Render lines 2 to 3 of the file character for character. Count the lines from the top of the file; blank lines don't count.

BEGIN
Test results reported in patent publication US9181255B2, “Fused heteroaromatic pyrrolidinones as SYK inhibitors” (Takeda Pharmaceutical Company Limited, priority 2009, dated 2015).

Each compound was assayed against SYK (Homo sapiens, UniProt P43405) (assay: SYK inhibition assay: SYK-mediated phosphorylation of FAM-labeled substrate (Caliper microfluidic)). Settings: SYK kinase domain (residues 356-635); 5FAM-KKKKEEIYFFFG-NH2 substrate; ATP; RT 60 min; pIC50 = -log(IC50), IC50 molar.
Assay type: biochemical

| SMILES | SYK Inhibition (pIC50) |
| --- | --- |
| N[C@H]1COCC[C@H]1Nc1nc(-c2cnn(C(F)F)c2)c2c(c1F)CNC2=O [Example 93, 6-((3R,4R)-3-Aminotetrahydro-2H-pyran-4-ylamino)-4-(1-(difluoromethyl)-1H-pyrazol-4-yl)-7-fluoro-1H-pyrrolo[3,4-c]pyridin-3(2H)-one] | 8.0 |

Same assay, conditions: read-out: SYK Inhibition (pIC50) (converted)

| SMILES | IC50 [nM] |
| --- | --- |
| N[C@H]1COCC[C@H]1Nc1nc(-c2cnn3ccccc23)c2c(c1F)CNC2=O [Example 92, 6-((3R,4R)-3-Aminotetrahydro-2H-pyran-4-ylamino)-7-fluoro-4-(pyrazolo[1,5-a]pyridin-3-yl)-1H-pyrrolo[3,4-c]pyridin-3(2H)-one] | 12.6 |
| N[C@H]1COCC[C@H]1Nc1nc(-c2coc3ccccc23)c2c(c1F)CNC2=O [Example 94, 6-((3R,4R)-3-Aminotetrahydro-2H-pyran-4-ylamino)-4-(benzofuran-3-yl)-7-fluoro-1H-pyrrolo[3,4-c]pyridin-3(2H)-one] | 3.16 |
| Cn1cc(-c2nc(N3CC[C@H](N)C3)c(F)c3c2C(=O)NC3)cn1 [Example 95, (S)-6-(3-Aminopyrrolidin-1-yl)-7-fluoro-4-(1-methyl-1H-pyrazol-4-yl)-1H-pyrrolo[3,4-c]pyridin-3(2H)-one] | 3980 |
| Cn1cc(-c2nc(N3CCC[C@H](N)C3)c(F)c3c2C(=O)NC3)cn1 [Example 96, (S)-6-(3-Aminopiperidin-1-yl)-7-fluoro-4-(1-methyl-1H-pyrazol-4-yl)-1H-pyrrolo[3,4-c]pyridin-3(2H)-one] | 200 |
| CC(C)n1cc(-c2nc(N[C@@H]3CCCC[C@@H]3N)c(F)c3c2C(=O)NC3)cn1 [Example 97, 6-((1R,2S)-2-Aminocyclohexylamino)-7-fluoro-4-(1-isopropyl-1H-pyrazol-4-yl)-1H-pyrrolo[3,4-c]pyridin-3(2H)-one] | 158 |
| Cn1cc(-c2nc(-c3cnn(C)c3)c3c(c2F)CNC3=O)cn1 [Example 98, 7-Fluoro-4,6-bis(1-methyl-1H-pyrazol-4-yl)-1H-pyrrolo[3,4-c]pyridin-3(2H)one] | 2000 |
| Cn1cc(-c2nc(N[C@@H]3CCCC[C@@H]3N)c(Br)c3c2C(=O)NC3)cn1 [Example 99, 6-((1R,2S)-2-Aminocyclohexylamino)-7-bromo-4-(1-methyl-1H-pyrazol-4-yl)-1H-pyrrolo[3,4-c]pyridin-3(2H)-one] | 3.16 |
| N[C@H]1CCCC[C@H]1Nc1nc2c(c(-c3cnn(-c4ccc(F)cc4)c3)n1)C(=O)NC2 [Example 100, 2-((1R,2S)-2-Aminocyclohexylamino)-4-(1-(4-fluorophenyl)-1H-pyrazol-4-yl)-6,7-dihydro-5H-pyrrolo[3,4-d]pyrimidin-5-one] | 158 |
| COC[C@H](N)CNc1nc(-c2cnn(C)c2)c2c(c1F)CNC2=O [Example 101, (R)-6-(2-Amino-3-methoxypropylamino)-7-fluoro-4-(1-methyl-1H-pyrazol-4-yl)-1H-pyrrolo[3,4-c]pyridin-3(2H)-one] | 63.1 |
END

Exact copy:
Each compound was assayed against SYK (Homo sapiens, UniProt P43405) (assay: SYK inhibition assay: SYK-mediated phosphorylation of FAM-labeled substrate (Caliper microfluidic)). Settings: SYK kinase domain (residues 356-635); 5FAM-KKKKEEIYFFFG-NH2 substrate; ATP; RT 60 min; pIC50 = -log(IC50), IC50 molar.
Assay type: biochemical